A Department for Work and Pensions report produced in February last year, report No. 182, shows the percentage of men and women still in the labour market at various age groups. In the group aged 60 to 64, only 45 per cent. of men are still in the labour market. At 65 to 69, that has fallen to 13 per cent. Perhaps the provision will make that figure increase, but it is the 45 per cent. figure on which I am focusing. The trend begins even earlier, because at 50 to 54 years of age the figure is 82 per cent. That means that nearly a fifth of men have left the labour market, for whatever reason, by the time that they reach that age group.
For many people, deferral simply will not be an option. Despite the hon. Gentleman's slightly ''class warrior'' approach to the issue, he may well be correct
to say that large numbers of manual workers and poorer people will not benefit from the clause.
Another factor is the Government's lamentable failure on age discrimination. Prior to the 1997 election, I remember hearing, as might you, Mr. Cran, a clear manifesto commitment to legislating against age discrimination as a matter of urgency—I think that was the phrase. The Parliamentary Private Secretary may check that if he wants to, but I have the proof somewhere if there is any dispute about it. [Interruption.] I am talking about a clear manifesto commitment, which has not yet been met.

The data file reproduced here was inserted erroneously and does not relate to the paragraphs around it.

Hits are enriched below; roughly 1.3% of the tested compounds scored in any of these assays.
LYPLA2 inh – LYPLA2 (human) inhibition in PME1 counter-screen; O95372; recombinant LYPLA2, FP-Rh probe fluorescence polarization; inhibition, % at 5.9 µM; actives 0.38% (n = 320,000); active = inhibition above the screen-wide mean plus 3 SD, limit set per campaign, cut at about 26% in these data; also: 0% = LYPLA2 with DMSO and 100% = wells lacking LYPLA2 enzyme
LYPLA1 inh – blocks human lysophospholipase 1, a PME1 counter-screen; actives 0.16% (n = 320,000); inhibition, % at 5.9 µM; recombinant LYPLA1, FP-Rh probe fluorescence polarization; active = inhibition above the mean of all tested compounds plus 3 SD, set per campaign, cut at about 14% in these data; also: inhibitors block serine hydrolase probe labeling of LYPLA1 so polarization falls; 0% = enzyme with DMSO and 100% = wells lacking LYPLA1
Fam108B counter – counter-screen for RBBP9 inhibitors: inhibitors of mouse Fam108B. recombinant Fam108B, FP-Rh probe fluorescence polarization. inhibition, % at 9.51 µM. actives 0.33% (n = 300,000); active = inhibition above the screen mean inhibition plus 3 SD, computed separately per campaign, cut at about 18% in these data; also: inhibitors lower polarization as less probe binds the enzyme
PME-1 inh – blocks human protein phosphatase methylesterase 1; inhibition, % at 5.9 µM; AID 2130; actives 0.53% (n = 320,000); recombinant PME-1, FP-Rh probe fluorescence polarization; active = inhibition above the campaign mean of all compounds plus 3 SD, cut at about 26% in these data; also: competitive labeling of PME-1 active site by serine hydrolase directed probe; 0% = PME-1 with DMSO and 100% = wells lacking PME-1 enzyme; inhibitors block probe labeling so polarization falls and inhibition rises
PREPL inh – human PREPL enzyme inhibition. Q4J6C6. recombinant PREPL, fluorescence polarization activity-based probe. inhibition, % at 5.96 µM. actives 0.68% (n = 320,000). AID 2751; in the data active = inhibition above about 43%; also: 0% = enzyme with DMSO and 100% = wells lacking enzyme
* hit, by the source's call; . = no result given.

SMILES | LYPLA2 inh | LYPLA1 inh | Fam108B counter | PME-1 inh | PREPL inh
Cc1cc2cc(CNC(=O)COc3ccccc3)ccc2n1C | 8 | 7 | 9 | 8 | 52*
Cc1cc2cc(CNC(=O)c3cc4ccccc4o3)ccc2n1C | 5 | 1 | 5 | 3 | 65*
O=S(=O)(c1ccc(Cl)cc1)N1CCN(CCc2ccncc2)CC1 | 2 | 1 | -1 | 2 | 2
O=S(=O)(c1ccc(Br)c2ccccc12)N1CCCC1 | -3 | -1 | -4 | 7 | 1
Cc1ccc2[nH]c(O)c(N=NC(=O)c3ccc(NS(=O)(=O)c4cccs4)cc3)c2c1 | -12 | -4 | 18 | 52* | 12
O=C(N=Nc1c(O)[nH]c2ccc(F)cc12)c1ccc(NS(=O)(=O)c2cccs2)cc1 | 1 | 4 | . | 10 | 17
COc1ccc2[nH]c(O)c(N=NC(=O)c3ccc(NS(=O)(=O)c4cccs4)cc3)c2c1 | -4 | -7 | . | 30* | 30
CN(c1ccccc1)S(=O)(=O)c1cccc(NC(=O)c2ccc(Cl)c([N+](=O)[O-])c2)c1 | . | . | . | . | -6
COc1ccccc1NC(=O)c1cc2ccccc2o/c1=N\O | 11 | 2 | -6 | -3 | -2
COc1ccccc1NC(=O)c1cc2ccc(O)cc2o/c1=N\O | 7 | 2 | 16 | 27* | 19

There is still enormous unfairness across the country because of age discrimination. People are being forced out of work when they hit 65. Someone once described that situation by saying that a person's birth certificate becomes their P45. Indeed, there is also the problem of much younger people losing their job and being unable to get another one. If the Government are to back up what is purported to be the aim behind the clause, they will have to do something soon on age discrimination. The reality is that they will have to do something. However, that will not be of their own volition because they are being forced to do so by the European Union and must have something in place by 2006.
The real issue is how serious the Government are about helping older workers who wish to continue working up to or beyond the usual retirement age. Let us not forget that there is no particular magic about the age of 65. It was conjured up in a different era. When Bismarck set up German pensions, he alighted on the age of 65 as the retirement age. A lot of people did not reach that age, but those who did only lived for a few years beyond it.
We are now in a different era. Indeed, only yesterday the Institute of Actuaries and the Faculty of Actuaries produced a chilling report about increased life expectancy, despite all the worries about obesity and so on.
The Minister is absolutely right. It is good that people now live longer and, on the whole, lead healthier lives. If they wish to continue working, it is important that they are encouraged to do so. I am pleased that the Government—at least for the moment—are setting their face against compelling people to work longer than the existing retirement age.